The USSD battle with financial institutions is a clear example of this.
The authorities need to do more to create very vigorous regulatory framework to govern the operations of companies that gain a dominant market position like Econet.

This is not to suggest that they should be frustrated in their operations, far from it.
We simply need to ensure that they play by the rules of fairness and equity.

NetOne-MTN merger

It is quite unlikely that the management at NetOne (political as it is) will entertain a merger with MTN or another powerful player given that means they will likely lose their jobs.

Apart from political resistance, our indigenisation laws also present a number of complexities that would stand in the way of such a merger.
This is unfortunate.

A NetOne-MTN merger would rebalance Econet’s dominant position and ensure that a well-equipped rival keeps it in check. It would also offer mobile phone users more choice.
I am not in the know as to why the regulators are unwilling to allow a fourth player into the industry but I could bet a tidy sum that it has more to do with protecting incompetence and mediocrity than protecting the interests of ordinary people.

National Security

These past few weeks we have all watched in disbelief as Edward Snowden, a former NSA contractor, detailed how PRISM, a covert spying operation by the Americans, is collecting mobile phone metadata and Internet communications and storing it in vast data centres. This has been facilitated through Internet companies and mobile phone network providers such a Verizon.

To put it in simple language, the United States has all the information that Walter Mzembi, Saviour Kasukuwere, Emmerson Mnangagwa, Jacob Zuma, Thabo Mbeki or any other public official has ever exchanged via services such as Yahoo, Gmail and other large internet companies.

We know that Verizon has been named as a co-conspirator as regards mobile phone metadata but cannot be sure that it is the only company that has co-operated with the Americans.

This brings us back to the issue of having a single dominant player who controls such a large amount of mobile communication data.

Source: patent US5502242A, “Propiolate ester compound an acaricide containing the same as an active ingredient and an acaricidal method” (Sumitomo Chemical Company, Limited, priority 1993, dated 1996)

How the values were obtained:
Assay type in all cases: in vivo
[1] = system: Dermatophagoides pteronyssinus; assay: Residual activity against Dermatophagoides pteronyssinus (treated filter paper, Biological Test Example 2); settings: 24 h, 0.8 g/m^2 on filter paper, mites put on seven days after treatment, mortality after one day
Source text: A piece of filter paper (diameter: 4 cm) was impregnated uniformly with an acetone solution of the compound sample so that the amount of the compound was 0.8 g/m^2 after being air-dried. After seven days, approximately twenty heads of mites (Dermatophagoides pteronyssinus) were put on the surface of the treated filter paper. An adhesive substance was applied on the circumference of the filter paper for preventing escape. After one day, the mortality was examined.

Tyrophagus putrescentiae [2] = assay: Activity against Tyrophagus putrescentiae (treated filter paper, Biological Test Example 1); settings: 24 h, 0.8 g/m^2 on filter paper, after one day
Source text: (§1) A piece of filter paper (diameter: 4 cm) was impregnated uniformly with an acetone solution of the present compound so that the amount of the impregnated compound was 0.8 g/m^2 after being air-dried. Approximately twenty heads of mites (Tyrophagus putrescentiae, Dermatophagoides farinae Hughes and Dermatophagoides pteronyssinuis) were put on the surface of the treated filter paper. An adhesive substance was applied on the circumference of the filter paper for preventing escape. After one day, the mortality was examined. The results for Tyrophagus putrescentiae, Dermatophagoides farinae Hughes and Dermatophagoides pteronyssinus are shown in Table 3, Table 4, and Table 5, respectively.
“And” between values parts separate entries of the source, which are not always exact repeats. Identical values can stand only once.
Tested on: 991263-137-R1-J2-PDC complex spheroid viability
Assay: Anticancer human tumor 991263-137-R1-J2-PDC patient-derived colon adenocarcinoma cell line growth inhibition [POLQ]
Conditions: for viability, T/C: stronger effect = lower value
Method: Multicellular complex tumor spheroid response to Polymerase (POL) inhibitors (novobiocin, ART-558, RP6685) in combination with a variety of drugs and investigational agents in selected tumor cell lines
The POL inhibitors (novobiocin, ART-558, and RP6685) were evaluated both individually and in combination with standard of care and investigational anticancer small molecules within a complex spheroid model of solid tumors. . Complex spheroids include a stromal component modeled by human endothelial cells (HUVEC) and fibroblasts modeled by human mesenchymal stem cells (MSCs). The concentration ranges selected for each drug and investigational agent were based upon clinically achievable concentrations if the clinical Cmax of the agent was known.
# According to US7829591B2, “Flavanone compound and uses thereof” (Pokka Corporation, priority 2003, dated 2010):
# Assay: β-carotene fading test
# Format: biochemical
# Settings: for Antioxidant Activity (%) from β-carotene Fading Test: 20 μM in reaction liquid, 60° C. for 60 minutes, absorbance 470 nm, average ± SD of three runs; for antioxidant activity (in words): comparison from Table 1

Given Masiyiwa’s cosy relations with the Americans one can be forgiven for being concerned.

The solution is not a direct assault on a particular operator.
Instead, what we need are broad regulations that impress upon all operators, encouraging open network as well as, perhaps even more importantly, robust competition.

Without that we risk entrusting one company with 80 percent of our national data.

Not entirely apropos

Talking about national security, I heard someone propose a communications interception centre of some sort.
Such a facility would chew up to US$22million

To me that would be a waste of funds.
We have plenty of office space at Mukwati Building.

What we need are competent computer scientists, software engineers and mathematicians.
Spending those millions on tempting back whiz kids like Tendekai Muchenje and other sharp minds who have been lured by Microsoft would be a far better use of funds.

The problem with information systems is the dynamic nature of the industry.
Hardware is not the issue.

You need to keep up with the leading technologies. Knowledge is the problem, not hardware. Many of the viruses wreaking havoc on the Internet are built in bedrooms and basements.

Many of the most prolific hackers do not even have offices.
It would be much more beneficial to invest those funds in human resources.

These talented minds will not subject themselves to poor salaries when they know full well what they are worth.
This is why GCHQ is now paying industry level salaries.
We need more brains and less bricks.

This is my own estimation; I hope time will prove me wrong.
Still deviating off topic, I remain puzzled by Strive’s self-imposed exile.

Unless he has done something particularly sinister that we do not know about I cannot see why the authorities would wish him ill.
Nigel Chanakira, who actually suffered scrapes with the law, lives peacefully in this country.

Geoff Nyarota, who did Strive’s Daily News dirty work, equally lives in peace to the point of actually seeking public office (an ambition sadly put to rest in the recent MDC-T primaries).

His political proxy, Tsvangirai, has cosied up to Mugabe and would have more reason to fear harm from an STI than fate at the hands of the security services.

He (Strive) has not been charged with any crime, nor has any public official made utterances that could be read as hostile.
Job Sikhala routinely calls Mugabe a murderer, but is allowed to carry on unmolested by the security services.
So what exactly is Strive afraid of?

Ndatenda, ndini muchembere wenyu Amai Jukwa